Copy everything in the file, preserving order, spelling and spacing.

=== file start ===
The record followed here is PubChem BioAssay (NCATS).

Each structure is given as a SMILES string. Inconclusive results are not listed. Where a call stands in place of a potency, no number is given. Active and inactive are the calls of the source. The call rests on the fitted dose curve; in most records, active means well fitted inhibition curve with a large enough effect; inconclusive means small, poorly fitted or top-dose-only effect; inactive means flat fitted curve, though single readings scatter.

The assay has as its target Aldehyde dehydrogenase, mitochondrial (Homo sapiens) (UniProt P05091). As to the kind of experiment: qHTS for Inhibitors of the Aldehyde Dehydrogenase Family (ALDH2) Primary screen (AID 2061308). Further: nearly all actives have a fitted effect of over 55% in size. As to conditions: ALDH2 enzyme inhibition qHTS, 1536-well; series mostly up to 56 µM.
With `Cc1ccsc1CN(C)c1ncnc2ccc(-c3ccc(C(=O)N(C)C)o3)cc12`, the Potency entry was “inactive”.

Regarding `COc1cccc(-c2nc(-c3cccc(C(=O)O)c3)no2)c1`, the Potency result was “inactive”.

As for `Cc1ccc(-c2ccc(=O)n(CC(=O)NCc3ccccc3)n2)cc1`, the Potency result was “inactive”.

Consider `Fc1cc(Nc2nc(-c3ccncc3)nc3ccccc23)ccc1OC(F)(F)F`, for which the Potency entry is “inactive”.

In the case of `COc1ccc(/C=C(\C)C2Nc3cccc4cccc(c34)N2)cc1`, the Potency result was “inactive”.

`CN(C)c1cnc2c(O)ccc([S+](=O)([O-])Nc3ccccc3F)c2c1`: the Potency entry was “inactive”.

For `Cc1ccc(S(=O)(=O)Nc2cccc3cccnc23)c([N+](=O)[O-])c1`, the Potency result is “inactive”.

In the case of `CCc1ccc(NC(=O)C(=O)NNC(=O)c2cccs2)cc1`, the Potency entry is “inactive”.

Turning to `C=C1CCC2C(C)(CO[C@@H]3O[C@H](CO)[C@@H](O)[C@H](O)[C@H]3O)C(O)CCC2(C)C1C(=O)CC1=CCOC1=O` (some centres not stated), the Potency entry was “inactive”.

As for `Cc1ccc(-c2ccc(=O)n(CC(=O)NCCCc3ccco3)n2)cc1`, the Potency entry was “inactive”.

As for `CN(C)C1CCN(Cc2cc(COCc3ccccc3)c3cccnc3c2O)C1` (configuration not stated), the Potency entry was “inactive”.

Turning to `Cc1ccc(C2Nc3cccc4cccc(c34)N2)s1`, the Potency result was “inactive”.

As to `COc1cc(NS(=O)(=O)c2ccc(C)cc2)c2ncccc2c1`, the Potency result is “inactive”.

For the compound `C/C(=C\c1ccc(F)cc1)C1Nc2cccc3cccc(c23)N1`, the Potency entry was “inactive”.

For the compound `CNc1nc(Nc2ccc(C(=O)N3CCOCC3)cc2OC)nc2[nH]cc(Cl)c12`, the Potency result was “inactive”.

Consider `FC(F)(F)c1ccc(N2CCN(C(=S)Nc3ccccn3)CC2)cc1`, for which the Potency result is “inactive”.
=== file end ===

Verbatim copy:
The record followed here is PubChem BioAssay (NCATS).

Each structure is given as a SMILES string. Inconclusive results are not listed. Where a call stands in place of a potency, no number is given. Active and inactive are the calls of the source. The call rests on the fitted dose curve; in most records, active means well fitted inhibition curve with a large enough effect; inconclusive means small, poorly fitted or top-dose-only effect; inactive means flat fitted curve, though single readings scatter.

The assay has as its target Aldehyde dehydrogenase, mitochondrial (Homo sapiens) (UniProt P05091). As to the kind of experiment: qHTS for Inhibitors of the Aldehyde Dehydrogenase Family (ALDH2) Primary screen (AID 2061308). Further: nearly all actives have a fitted effect of over 55% in size. As to conditions: ALDH2 enzyme inhibition qHTS, 1536-well; series mostly up to 56 µM.
With `Cc1ccsc1CN(C)c1ncnc2ccc(-c3ccc(C(=O)N(C)C)o3)cc12`, the Potency entry was “inactive”.

Regarding `COc1cccc(-c2nc(-c3cccc(C(=O)O)c3)no2)c1`, the Potency result was “inactive”.

As for `Cc1ccc(-c2ccc(=O)n(CC(=O)NCc3ccccc3)n2)cc1`, the Potency result was “inactive”.

Consider `Fc1cc(Nc2nc(-c3ccncc3)nc3ccccc23)ccc1OC(F)(F)F`, for which the Potency entry is “inactive”.

In the case of `COc1ccc(/C=C(\C)C2Nc3cccc4cccc(c34)N2)cc1`, the Potency result was “inactive”.

`CN(C)c1cnc2c(O)ccc([S+](=O)([O-])Nc3ccccc3F)c2c1`: the Potency entry was “inactive”.

For `Cc1ccc(S(=O)(=O)Nc2cccc3cccnc23)c([N+](=O)[O-])c1`, the Potency result is “inactive”.

In the case of `CCc1ccc(NC(=O)C(=O)NNC(=O)c2cccs2)cc1`, the Potency entry is “inactive”.

Turning to `C=C1CCC2C(C)(CO[C@@H]3O[C@H](CO)[C@@H](O)[C@H](O)[C@H]3O)C(O)CCC2(C)C1C(=O)CC1=CCOC1=O` (some centres not stated), the Potency entry was “inactive”.

As for `Cc1ccc(-c2ccc(=O)n(CC(=O)NCCCc3ccco3)n2)cc1`, the Potency entry was “inactive”.

As for `CN(C)C1CCN(Cc2cc(COCc3ccccc3)c3cccnc3c2O)C1` (configuration not stated), the Potency entry was “inactive”.

Turning to `Cc1ccc(C2Nc3cccc4cccc(c34)N2)s1`, the Potency result was “inactive”.

As to `COc1cc(NS(=O)(=O)c2ccc(C)cc2)c2ncccc2c1`, the Potency result is “inactive”.

For the compound `C/C(=C\c1ccc(F)cc1)C1Nc2cccc3cccc(c23)N1`, the Potency entry was “inactive”.

For the compound `CNc1nc(Nc2ccc(C(=O)N3CCOCC3)cc2OC)nc2[nH]cc(Cl)c12`, the Potency result was “inactive”.

Consider `FC(F)(F)c1ccc(N2CCN(C(=S)Nc3ccccn3)CC2)cc1`, for which the Potency result is “inactive”.